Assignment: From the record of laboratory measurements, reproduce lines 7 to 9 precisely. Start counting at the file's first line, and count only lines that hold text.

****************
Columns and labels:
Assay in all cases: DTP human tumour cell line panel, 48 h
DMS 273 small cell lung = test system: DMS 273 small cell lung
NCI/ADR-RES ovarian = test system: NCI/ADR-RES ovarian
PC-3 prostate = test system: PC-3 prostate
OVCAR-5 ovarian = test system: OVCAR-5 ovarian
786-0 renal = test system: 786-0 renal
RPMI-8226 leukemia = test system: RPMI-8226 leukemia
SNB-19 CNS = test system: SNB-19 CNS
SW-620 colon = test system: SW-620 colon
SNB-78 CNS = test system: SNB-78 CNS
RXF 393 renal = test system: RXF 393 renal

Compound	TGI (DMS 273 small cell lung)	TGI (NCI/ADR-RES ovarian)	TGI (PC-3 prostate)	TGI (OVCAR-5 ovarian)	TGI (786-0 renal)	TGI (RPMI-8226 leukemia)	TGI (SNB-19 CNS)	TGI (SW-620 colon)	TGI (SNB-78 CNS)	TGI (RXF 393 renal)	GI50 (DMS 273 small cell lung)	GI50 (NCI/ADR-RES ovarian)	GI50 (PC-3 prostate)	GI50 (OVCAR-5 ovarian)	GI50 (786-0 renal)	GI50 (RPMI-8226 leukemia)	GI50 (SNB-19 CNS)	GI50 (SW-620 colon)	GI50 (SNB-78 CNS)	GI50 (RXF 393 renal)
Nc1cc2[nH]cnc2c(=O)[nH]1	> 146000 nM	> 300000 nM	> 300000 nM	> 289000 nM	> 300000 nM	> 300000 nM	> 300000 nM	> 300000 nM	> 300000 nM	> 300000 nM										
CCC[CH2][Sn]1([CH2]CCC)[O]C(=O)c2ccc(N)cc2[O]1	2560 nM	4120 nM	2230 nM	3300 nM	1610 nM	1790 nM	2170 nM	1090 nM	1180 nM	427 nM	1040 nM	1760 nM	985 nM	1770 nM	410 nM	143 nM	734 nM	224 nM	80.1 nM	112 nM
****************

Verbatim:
786-0 renal = test system: 786-0 renal
RPMI-8226 leukemia = test system: RPMI-8226 leukemia
SNB-19 CNS = test system: SNB-19 CNS